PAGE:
In the old days, getting a ride with a stranger meant standing by the road and sticking your thumb out. Now you use a smartphone app.
Yes, we’re talking about the world’s biggest ride-sharing company. In a single decade, Uber has grown from an unlikely idea into a hundred-billion-dollar company that attracts investors, copycats, and passengers all over the world.
Uber took the world by storm when it introduced a new business structure. Uber is a taxi company, but it doesn’t own any vehicles or employ any drivers. It distributes a free Uber app that connects to servers that match up drivers with passengers looking for a ride.
After years of extraordinary growth, this innovative company set sail on Wall Street with a May 2019 IPO. Uber revenue was seriously affected by its inglorious, record-setting debut on the stock market, which stands for one of the most hyped financial events since Facebook’s debut in 2012.
Before we relive the IPO, let’s take a look at the milestones that led analysts to value the company at $100 billion.
Key Uber revenue statistics
- Uber has a current global market value of $72 billion.
- There are more than 75 million active Uber riders across the world.
- The average Uber driver earns $364 per month.
- Uber’s stock price fell by 11% in the 24 hours following its IPO – a Wall Street record.
- Lyft vs. Uber: Uber has more than 3 million active drivers, while Lyft has about 1.4 million.
- Almost half of Uber drivers have another job.
- Uber says it takes a 25% fee from each fare.
- Uber lost $5.24 billion in the last three months, its largest-ever quarterly loss.
Uber Funding Rounds
Uber changed the way people take transport by making it more convenient, fun, and of course – cheap. So, what is Uber anyway, and when was Uber founded?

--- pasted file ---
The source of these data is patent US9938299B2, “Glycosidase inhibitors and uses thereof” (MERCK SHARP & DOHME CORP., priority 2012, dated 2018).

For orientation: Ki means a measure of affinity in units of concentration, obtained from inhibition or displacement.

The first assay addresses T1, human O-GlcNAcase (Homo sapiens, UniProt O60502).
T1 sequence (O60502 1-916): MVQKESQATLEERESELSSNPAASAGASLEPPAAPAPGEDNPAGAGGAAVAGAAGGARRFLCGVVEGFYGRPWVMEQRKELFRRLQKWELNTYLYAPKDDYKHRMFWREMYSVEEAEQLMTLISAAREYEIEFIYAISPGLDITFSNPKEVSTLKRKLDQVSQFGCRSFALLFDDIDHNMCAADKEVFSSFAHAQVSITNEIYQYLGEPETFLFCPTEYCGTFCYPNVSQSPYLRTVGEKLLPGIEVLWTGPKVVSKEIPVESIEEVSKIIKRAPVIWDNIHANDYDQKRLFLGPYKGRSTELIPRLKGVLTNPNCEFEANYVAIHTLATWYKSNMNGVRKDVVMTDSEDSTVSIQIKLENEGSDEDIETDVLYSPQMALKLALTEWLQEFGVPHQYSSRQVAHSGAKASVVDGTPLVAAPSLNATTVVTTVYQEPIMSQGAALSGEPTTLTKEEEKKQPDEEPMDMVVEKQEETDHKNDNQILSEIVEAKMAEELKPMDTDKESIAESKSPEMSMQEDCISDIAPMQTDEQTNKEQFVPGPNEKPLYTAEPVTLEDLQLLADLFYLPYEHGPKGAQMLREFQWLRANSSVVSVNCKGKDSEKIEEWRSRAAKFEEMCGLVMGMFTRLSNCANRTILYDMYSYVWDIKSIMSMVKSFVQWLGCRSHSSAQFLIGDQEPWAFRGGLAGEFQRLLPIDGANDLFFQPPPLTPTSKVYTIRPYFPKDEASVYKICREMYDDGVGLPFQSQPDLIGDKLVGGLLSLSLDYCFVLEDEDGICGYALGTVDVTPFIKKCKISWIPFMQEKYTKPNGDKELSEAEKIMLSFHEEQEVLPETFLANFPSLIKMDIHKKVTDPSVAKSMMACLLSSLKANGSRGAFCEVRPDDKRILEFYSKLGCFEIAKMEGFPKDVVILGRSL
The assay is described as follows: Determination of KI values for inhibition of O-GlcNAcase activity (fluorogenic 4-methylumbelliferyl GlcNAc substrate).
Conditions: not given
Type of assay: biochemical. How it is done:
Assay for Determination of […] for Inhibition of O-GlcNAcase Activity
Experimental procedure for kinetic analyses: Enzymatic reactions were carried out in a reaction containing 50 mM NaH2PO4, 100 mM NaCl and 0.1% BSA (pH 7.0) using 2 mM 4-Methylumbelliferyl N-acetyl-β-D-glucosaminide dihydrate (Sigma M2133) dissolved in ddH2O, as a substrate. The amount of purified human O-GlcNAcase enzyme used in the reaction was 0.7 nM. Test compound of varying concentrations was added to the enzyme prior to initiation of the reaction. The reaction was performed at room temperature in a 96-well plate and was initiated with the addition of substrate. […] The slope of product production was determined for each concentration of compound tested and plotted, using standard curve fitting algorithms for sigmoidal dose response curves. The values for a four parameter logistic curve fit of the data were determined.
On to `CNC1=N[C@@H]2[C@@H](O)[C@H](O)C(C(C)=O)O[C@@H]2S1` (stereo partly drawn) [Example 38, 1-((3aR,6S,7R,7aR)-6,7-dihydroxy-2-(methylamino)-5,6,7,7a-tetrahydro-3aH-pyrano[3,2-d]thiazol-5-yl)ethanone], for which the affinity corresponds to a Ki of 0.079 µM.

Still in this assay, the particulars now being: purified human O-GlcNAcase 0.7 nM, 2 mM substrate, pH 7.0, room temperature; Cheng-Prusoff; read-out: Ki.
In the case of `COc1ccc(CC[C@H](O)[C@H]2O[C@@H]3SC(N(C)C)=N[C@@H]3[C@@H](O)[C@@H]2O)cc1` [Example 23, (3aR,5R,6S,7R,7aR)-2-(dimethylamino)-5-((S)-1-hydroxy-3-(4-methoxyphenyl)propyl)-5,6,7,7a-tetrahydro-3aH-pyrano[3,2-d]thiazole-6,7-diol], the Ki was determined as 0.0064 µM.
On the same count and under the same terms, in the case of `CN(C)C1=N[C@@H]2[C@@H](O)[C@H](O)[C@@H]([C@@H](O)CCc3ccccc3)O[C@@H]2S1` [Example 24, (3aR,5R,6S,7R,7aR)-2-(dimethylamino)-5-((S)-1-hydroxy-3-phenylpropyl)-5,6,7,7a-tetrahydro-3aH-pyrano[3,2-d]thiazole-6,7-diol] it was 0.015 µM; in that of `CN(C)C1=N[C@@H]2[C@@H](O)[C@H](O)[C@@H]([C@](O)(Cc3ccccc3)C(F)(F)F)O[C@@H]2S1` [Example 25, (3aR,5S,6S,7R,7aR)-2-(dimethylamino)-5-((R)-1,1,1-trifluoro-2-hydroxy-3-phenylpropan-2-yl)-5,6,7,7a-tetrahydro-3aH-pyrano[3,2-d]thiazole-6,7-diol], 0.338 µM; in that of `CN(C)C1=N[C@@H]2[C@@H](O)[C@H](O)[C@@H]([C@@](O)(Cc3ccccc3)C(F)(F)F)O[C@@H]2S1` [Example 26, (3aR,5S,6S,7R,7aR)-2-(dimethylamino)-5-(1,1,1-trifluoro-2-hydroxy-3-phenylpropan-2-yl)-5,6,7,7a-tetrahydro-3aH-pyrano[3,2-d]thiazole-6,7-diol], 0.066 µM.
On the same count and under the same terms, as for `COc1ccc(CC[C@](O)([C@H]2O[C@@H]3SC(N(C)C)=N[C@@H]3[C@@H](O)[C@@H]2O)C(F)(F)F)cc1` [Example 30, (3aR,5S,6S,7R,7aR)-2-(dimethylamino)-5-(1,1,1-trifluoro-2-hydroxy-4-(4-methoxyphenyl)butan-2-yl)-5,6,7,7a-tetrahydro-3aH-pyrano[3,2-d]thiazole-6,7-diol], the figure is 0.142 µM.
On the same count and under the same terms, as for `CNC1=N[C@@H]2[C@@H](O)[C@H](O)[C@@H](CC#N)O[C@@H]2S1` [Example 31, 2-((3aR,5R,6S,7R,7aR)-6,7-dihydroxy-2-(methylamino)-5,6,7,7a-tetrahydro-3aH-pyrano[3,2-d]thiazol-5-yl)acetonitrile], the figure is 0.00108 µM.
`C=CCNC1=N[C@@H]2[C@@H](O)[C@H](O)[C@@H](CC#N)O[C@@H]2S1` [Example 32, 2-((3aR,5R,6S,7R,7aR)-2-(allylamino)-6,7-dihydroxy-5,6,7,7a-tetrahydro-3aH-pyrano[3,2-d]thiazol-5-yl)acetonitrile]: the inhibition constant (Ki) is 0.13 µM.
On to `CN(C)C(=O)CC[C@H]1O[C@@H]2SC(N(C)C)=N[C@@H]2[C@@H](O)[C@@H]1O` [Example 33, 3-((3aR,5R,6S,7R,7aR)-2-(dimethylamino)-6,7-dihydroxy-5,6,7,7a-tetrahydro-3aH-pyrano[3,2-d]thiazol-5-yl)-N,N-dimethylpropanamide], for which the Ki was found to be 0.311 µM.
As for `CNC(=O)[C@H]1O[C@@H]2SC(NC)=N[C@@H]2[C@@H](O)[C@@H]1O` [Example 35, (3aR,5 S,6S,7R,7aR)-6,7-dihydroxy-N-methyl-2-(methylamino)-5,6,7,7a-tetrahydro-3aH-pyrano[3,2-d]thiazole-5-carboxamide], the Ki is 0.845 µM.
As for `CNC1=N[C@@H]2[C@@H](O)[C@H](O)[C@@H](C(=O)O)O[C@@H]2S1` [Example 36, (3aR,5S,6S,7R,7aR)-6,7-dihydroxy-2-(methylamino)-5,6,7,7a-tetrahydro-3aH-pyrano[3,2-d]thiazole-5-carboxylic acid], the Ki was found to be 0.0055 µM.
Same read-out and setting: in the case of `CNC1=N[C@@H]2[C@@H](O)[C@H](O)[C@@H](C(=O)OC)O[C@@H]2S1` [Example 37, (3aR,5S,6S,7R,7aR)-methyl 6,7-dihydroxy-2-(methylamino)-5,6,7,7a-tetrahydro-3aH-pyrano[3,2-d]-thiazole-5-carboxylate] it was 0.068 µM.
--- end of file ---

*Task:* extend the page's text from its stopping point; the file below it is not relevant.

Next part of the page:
While the idea of Uber was born in Paris in 2008, the company took its first steps in San Francisco where Uber headquarters are still located. In 2009 Uber tested its service in New York using only three cars and a preliminary version of the Uber application. The official launch took place in San Francisco in May 2010. The ease and simplicity of ordering a vehicle using a smartphone app led to a quick rise in popularity. In October of 2010, the Uber company received its first financial boost:
1. First Round Capital provided Uber’s first round of investment capital: $1.25 million.
The Uber business model began to take shape about the time the company gained its first round of funding in October 2010. That same month, the company received cease-and-desist order from the San Francisco Municipal Transportation Agency, which insisted that UberCab change its name. The startup reacted swiftly, dropping “Cab” from its name and purchasing the uber.com domain from Universal Music Group.
The company grew quickly, as Uber first year revenue statistics show. In 2011 an injection of $11 million from Benchmark Capital allowed Uber to expand to Seattle, Boston, Chicago, Washington DC, and Paris.
In December 2011 the Uber company raised more than $37 million in Series B funding from Jeff Bezos and Goldman Sachs. This was when the company decided to launch UberX, which promised lower fares using hybrid vehicles. In 2016, Uber received $3.5 billion of funding from Saudi Arabia’s Wealth Fund. With that kind of money in the bank, there was nowhere to go but up.
Uber was not public at that point, and it wasn’t required to announce annual earnings or disclose financial statements. The company kept its financial cards close to its chest until 2017, when it opened up its financial reports for the first time. Bloomberg was the first release an analysis of Uber revenue growth and annual losses. Check the following: